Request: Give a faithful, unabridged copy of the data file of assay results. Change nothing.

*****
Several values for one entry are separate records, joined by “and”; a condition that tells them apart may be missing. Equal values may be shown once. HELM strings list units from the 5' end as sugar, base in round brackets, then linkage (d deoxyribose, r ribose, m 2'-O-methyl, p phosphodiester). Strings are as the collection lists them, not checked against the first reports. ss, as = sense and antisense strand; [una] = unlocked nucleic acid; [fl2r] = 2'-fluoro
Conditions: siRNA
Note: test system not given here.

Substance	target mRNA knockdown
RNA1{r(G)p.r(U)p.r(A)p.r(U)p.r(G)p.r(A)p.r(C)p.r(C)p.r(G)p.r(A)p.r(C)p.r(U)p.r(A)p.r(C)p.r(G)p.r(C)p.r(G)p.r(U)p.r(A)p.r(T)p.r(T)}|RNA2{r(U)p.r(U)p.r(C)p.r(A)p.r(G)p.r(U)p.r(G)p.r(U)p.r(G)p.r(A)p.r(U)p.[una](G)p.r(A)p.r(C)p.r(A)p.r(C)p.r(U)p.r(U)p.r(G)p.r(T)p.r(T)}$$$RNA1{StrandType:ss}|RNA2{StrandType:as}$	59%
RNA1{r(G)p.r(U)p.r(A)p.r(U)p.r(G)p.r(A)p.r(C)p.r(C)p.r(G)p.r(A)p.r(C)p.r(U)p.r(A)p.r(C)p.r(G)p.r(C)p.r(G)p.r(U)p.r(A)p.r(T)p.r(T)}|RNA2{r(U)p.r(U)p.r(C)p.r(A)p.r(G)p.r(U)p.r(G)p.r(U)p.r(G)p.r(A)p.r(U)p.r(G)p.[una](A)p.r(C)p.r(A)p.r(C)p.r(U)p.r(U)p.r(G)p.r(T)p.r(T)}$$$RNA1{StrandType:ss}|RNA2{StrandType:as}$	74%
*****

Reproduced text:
Several values for one entry are separate records, joined by “and”; a condition that tells them apart may be missing. Equal values may be shown once. HELM strings list units from the 5' end as sugar, base in round brackets, then linkage (d deoxyribose, r ribose, m 2'-O-methyl, p phosphodiester). Strings are as the collection lists them, not checked against the first reports. ss, as = sense and antisense strand; [una] = unlocked nucleic acid; [fl2r] = 2'-fluoro
Conditions: siRNA
Note: test system not given here.

Substance	target mRNA knockdown
RNA1{r(G)p.r(U)p.r(A)p.r(U)p.r(G)p.r(A)p.r(C)p.r(C)p.r(G)p.r(A)p.r(C)p.r(U)p.r(A)p.r(C)p.r(G)p.r(C)p.r(G)p.r(U)p.r(A)p.r(T)p.r(T)}|RNA2{r(U)p.r(U)p.r(C)p.r(A)p.r(G)p.r(U)p.r(G)p.r(U)p.r(G)p.r(A)p.r(U)p.[una](G)p.r(A)p.r(C)p.r(A)p.r(C)p.r(U)p.r(U)p.r(G)p.r(T)p.r(T)}$$$RNA1{StrandType:ss}|RNA2{StrandType:as}$	59%
RNA1{r(G)p.r(U)p.r(A)p.r(U)p.r(G)p.r(A)p.r(C)p.r(C)p.r(G)p.r(A)p.r(C)p.r(U)p.r(A)p.r(C)p.r(G)p.r(C)p.r(G)p.r(U)p.r(A)p.r(T)p.r(T)}|RNA2{r(U)p.r(U)p.r(C)p.r(A)p.r(G)p.r(U)p.r(G)p.r(U)p.r(G)p.r(A)p.r(U)p.r(G)p.[una](A)p.r(C)p.r(A)p.r(C)p.r(U)p.r(U)p.r(G)p.r(T)p.r(T)}$$$RNA1{StrandType:ss}|RNA2{StrandType:as}$	74%